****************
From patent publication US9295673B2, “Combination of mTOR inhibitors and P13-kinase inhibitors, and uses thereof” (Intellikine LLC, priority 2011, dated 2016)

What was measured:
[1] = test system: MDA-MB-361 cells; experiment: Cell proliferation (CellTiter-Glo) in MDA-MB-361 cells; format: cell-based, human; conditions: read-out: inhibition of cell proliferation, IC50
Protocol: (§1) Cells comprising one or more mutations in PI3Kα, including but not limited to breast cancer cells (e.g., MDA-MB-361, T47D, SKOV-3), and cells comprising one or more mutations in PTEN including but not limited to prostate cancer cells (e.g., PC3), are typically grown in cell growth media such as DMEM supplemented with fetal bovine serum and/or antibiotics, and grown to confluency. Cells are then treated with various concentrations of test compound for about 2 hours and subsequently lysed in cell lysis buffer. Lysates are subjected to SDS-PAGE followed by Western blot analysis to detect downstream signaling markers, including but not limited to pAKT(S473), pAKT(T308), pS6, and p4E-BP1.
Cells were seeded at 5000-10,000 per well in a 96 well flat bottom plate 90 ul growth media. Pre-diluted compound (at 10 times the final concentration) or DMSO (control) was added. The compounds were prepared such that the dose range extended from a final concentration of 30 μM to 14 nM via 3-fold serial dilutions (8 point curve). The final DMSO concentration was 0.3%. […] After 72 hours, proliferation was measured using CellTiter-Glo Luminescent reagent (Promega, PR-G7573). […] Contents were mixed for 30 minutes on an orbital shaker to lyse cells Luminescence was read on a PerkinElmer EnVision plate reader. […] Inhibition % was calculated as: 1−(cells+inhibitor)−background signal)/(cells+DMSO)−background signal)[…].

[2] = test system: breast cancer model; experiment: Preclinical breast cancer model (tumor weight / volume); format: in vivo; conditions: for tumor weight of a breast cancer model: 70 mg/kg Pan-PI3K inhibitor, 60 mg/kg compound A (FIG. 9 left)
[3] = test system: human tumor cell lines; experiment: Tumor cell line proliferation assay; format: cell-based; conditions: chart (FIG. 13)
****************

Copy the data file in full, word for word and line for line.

From patent publication US9295673B2, “Combination of mTOR inhibitors and P13-kinase inhibitors, and uses thereof” (Intellikine LLC, priority 2011, dated 2016)

What was measured:
[1] = test system: MDA-MB-361 cells; experiment: Cell proliferation (CellTiter-Glo) in MDA-MB-361 cells; format: cell-based, human; conditions: read-out: inhibition of cell proliferation, IC50
Protocol: (§1) Cells comprising one or more mutations in PI3Kα, including but not limited to breast cancer cells (e.g., MDA-MB-361, T47D, SKOV-3), and cells comprising one or more mutations in PTEN including but not limited to prostate cancer cells (e.g., PC3), are typically grown in cell growth media such as DMEM supplemented with fetal bovine serum and/or antibiotics, and grown to confluency. Cells are then treated with various concentrations of test compound for about 2 hours and subsequently lysed in cell lysis buffer. Lysates are subjected to SDS-PAGE followed by Western blot analysis to detect downstream signaling markers, including but not limited to pAKT(S473), pAKT(T308), pS6, and p4E-BP1.
Cells were seeded at 5000-10,000 per well in a 96 well flat bottom plate 90 ul growth media. Pre-diluted compound (at 10 times the final concentration) or DMSO (control) was added. The compounds were prepared such that the dose range extended from a final concentration of 30 μM to 14 nM via 3-fold serial dilutions (8 point curve). The final DMSO concentration was 0.3%. […] After 72 hours, proliferation was measured using CellTiter-Glo Luminescent reagent (Promega, PR-G7573). […] Contents were mixed for 30 minutes on an orbital shaker to lyse cells Luminescence was read on a PerkinElmer EnVision plate reader. […] Inhibition % was calculated as: 1−(cells+inhibitor)−background signal)/(cells+DMSO)−background signal)[…].

[2] = test system: breast cancer model; experiment: Preclinical breast cancer model (tumor weight / volume); format: in vivo; conditions: for tumor weight of a breast cancer model: 70 mg/kg Pan-PI3K inhibitor, 60 mg/kg compound A (FIG. 9 left)
[3] = test system: human tumor cell lines; experiment: Tumor cell line proliferation assay; format: cell-based; conditions: chart (FIG. 13)